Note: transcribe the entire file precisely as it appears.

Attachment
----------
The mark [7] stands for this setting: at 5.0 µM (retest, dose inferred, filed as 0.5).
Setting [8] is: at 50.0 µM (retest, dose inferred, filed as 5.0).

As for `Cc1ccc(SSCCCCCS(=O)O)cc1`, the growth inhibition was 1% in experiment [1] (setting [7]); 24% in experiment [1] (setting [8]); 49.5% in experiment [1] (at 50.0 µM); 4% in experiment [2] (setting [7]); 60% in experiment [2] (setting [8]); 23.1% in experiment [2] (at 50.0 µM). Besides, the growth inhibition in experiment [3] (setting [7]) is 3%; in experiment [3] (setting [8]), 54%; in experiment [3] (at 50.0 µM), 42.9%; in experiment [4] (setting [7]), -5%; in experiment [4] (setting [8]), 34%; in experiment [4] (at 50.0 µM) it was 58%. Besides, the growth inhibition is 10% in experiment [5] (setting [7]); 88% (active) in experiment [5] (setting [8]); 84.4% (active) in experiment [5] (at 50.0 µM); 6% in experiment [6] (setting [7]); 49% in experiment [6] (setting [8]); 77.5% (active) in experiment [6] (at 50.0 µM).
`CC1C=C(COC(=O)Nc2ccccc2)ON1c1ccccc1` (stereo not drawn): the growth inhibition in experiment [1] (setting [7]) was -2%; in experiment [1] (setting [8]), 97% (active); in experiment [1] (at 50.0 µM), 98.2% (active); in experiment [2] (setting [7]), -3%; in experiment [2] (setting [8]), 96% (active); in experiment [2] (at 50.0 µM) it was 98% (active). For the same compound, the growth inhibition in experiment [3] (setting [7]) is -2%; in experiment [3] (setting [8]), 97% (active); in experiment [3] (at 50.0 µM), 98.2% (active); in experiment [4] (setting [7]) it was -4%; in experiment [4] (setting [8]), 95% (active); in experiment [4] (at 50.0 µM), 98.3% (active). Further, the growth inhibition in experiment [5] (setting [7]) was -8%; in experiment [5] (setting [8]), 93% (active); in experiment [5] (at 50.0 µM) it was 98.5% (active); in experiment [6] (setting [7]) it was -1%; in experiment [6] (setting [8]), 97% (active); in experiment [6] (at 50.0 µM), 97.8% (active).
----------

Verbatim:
The mark [7] stands for this setting: at 5.0 µM (retest, dose inferred, filed as 0.5).
Setting [8] is: at 50.0 µM (retest, dose inferred, filed as 5.0).

As for `Cc1ccc(SSCCCCCS(=O)O)cc1`, the growth inhibition was 1% in experiment [1] (setting [7]); 24% in experiment [1] (setting [8]); 49.5% in experiment [1] (at 50.0 µM); 4% in experiment [2] (setting [7]); 60% in experiment [2] (setting [8]); 23.1% in experiment [2] (at 50.0 µM). Besides, the growth inhibition in experiment [3] (setting [7]) is 3%; in experiment [3] (setting [8]), 54%; in experiment [3] (at 50.0 µM), 42.9%; in experiment [4] (setting [7]), -5%; in experiment [4] (setting [8]), 34%; in experiment [4] (at 50.0 µM) it was 58%. Besides, the growth inhibition is 10% in experiment [5] (setting [7]); 88% (active) in experiment [5] (setting [8]); 84.4% (active) in experiment [5] (at 50.0 µM); 6% in experiment [6] (setting [7]); 49% in experiment [6] (setting [8]); 77.5% (active) in experiment [6] (at 50.0 µM).
`CC1C=C(COC(=O)Nc2ccccc2)ON1c1ccccc1` (stereo not drawn): the growth inhibition in experiment [1] (setting [7]) was -2%; in experiment [1] (setting [8]), 97% (active); in experiment [1] (at 50.0 µM), 98.2% (active); in experiment [2] (setting [7]), -3%; in experiment [2] (setting [8]), 96% (active); in experiment [2] (at 50.0 µM) it was 98% (active). For the same compound, the growth inhibition in experiment [3] (setting [7]) is -2%; in experiment [3] (setting [8]), 97% (active); in experiment [3] (at 50.0 µM), 98.2% (active); in experiment [4] (setting [7]) it was -4%; in experiment [4] (setting [8]), 95% (active); in experiment [4] (at 50.0 µM), 98.3% (active). Further, the growth inhibition in experiment [5] (setting [7]) was -8%; in experiment [5] (setting [8]), 93% (active); in experiment [5] (at 50.0 µM) it was 98.5% (active); in experiment [6] (setting [7]) it was -1%; in experiment [6] (setting [8]), 97% (active); in experiment [6] (at 50.0 µM), 97.8% (active).